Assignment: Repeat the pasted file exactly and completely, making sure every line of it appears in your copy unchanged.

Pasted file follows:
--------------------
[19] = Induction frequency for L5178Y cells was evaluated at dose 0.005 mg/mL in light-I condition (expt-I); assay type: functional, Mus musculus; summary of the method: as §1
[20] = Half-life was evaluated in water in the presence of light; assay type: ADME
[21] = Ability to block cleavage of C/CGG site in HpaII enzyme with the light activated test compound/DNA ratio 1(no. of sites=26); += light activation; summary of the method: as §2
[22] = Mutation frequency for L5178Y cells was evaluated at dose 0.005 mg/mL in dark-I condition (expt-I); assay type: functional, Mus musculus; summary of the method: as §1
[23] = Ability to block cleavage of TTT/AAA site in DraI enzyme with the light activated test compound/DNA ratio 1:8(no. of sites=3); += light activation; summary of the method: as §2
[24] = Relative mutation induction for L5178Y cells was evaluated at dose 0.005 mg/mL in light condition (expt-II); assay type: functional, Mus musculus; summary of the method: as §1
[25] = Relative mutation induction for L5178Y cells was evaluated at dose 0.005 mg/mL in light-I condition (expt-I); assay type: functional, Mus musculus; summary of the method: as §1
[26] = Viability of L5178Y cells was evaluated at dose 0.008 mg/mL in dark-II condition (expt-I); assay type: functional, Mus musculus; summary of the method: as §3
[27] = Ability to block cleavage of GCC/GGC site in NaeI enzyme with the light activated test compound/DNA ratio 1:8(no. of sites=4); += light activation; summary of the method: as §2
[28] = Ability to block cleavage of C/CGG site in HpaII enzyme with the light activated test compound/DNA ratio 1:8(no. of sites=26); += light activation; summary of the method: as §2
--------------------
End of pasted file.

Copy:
[19] = Induction frequency for L5178Y cells was evaluated at dose 0.005 mg/mL in light-I condition (expt-I); assay type: functional, Mus musculus; summary of the method: as §1
[20] = Half-life was evaluated in water in the presence of light; assay type: ADME
[21] = Ability to block cleavage of C/CGG site in HpaII enzyme with the light activated test compound/DNA ratio 1(no. of sites=26); += light activation; summary of the method: as §2
[22] = Mutation frequency for L5178Y cells was evaluated at dose 0.005 mg/mL in dark-I condition (expt-I); assay type: functional, Mus musculus; summary of the method: as §1
[23] = Ability to block cleavage of TTT/AAA site in DraI enzyme with the light activated test compound/DNA ratio 1:8(no. of sites=3); += light activation; summary of the method: as §2
[24] = Relative mutation induction for L5178Y cells was evaluated at dose 0.005 mg/mL in light condition (expt-II); assay type: functional, Mus musculus; summary of the method: as §1
[25] = Relative mutation induction for L5178Y cells was evaluated at dose 0.005 mg/mL in light-I condition (expt-I); assay type: functional, Mus musculus; summary of the method: as §1
[26] = Viability of L5178Y cells was evaluated at dose 0.008 mg/mL in dark-II condition (expt-I); assay type: functional, Mus musculus; summary of the method: as §3
[27] = Ability to block cleavage of GCC/GGC site in NaeI enzyme with the light activated test compound/DNA ratio 1:8(no. of sites=4); += light activation; summary of the method: as §2
[28] = Ability to block cleavage of C/CGG site in HpaII enzyme with the light activated test compound/DNA ratio 1:8(no. of sites=26); += light activation; summary of the method: as §2